For centuries, Chinese doctors have been using a moss called Qian Ceng Ta, or Huperzia serrata, to treat a variety of ills, from swelling to schizophrenia. Now a Weizmann Institute study has shown how this ancient remedy can be used to develop a modern treatment for Alzheimer's disease.
According to one theory, memory loss and other cognitive deficits in Alzheimer patients result from degeneration of the nerve cells that release the message-carrying chemical, acetylcholine. The acetylcholine shortage that ensues is compounded by the action of AChE, the enzyme that breaks down acetylcholine in the body. Two Alzheimer drugs approved by the U.S. Food and Drug Administration, tacrine (Cognex) and E2020 (Aricept), work by inhibiting AChE.
A Qian Ceng Ta extract has recently captured the attention of researchers and physicians in China and the West because it too inhibits this brain enzyme, although it differs markedly in chemical structure from both tacrine and E2020. The extract is currently under investigation in China and elsewhere as a possible Alzheimer drug.
What the new Weizmann Institute study has shown is precisely how a chemical purified from this extract, called Huperzine A (HupA), blocks the enzyme. Using a method known as X-ray crystallography, the scientists solved the 3-D structure of the complex formed by HupA and the enzyme and found a strikingly good fit between the two: HupA slides smoothly into the active site of AChE where acetylcholine is broken down, and latches onto this site via a very large number of subtle chemical links. This binding closes off the enzyme's "cutting" machinery and keeps acetylcholine out of danger.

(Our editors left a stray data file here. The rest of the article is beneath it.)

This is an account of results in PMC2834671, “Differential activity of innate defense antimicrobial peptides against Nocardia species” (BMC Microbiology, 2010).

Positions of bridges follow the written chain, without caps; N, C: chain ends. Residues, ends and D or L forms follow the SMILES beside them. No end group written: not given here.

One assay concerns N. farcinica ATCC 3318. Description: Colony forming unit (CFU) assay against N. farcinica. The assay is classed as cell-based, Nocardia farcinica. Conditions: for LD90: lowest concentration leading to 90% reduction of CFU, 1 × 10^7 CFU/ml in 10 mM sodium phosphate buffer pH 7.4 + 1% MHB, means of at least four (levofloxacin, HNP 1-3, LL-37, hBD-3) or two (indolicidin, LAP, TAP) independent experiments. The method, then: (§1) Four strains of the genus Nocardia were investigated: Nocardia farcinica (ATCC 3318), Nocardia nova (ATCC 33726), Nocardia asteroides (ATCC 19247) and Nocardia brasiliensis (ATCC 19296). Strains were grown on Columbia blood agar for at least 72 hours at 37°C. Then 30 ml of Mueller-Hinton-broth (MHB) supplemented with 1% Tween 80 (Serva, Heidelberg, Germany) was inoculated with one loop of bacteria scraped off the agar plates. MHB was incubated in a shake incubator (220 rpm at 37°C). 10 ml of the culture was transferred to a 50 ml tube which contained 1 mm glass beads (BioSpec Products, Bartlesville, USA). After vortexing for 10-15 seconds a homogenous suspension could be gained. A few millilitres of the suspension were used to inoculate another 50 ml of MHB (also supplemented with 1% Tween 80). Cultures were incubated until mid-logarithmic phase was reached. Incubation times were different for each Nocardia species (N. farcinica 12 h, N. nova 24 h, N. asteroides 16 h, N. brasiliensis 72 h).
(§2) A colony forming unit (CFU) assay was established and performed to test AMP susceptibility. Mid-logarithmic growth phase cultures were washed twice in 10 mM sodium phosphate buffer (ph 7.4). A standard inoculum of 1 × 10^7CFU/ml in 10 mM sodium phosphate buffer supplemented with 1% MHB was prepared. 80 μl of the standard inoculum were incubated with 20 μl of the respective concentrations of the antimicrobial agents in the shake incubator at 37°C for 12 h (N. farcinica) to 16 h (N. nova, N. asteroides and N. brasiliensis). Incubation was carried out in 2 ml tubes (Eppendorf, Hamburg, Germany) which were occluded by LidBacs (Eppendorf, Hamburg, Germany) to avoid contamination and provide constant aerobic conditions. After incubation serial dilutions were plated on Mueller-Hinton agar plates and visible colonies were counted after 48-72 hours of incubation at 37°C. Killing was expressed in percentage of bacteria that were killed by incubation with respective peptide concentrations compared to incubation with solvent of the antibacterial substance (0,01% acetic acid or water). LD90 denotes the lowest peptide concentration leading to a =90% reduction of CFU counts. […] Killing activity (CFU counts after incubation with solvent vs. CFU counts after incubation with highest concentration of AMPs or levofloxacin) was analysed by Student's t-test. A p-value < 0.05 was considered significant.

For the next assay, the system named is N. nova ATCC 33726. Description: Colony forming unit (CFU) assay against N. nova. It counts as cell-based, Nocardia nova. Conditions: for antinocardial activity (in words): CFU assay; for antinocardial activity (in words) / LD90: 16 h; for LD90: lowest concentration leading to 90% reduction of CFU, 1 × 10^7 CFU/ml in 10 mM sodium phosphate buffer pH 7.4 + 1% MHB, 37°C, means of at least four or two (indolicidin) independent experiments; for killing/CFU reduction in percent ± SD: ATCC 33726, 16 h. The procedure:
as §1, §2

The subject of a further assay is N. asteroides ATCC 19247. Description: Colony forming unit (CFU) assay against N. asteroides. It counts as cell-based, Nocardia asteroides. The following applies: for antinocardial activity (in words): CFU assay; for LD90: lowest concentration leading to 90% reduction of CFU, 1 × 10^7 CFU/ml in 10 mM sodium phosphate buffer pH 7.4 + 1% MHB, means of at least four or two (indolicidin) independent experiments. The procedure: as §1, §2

"It is as if this natural substance were ingeniously designed to fit into the exact spot in AChE where it will do the most good," says crystallographer Prof. Joel Sussman, one of the authors of the study.
"The good fit also means that HupA could be a potent drug even when used in small quantities, so that the risk of side effects would be minimal," according to fellow author, neurochemist Prof. Israel Silman. In any case, these risks are relatively small because HupA is believed to have low toxicity.
The research was carried out by graduate student Mia Raves together with crystallographer Dr. Michal Harel and Profs. Sussman and Silman, all of the Weizmann Institute. It involved close collaboration with Prof. Alan Kozikowski, a medicinal chemist at Georgetown University in Washington, D.C., who was the first to synthesize HupA in a test tube, and Dr. Yuan-Ping Pang, a chemist at the Mayo Clinic in Jacksonville, Florida, who had made theoretical predictions of the HupA-AChE interaction.